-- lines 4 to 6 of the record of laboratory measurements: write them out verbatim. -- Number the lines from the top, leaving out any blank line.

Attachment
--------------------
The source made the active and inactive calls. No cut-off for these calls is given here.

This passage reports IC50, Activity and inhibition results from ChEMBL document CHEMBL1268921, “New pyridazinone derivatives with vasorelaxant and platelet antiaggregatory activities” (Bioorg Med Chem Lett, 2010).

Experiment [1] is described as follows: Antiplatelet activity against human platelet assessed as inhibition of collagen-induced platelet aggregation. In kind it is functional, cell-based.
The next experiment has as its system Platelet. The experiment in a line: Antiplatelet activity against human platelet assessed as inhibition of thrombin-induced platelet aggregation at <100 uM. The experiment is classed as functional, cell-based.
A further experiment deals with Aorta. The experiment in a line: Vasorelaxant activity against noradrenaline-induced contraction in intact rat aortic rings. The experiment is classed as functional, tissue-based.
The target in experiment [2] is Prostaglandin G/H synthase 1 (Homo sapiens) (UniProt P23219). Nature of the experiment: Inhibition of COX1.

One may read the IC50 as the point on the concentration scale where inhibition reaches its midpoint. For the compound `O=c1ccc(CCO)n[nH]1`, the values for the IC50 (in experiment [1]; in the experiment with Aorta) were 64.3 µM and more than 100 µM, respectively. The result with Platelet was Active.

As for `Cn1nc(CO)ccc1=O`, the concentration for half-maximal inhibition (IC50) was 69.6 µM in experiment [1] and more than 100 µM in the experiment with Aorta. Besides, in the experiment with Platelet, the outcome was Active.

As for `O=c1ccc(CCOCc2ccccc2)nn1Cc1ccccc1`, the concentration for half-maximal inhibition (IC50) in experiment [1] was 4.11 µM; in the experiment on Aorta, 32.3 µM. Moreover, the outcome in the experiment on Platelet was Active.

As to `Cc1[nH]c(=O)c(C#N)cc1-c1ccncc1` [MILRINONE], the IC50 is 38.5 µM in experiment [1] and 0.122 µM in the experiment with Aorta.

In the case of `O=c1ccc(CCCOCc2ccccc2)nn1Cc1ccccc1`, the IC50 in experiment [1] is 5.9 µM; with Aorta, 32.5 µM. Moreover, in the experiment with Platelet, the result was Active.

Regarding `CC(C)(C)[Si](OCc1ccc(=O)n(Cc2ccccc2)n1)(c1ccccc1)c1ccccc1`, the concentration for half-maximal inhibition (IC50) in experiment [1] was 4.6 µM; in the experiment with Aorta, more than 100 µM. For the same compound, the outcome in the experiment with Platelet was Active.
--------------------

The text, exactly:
The next experiment has as its system Platelet. The experiment in a line: Antiplatelet activity against human platelet assessed as inhibition of thrombin-induced platelet aggregation at <100 uM. The experiment is classed as functional, cell-based.
A further experiment deals with Aorta. The experiment in a line: Vasorelaxant activity against noradrenaline-induced contraction in intact rat aortic rings. The experiment is classed as functional, tissue-based.
The target in experiment [2] is Prostaglandin G/H synthase 1 (Homo sapiens) (UniProt P23219). Nature of the experiment: Inhibition of COX1.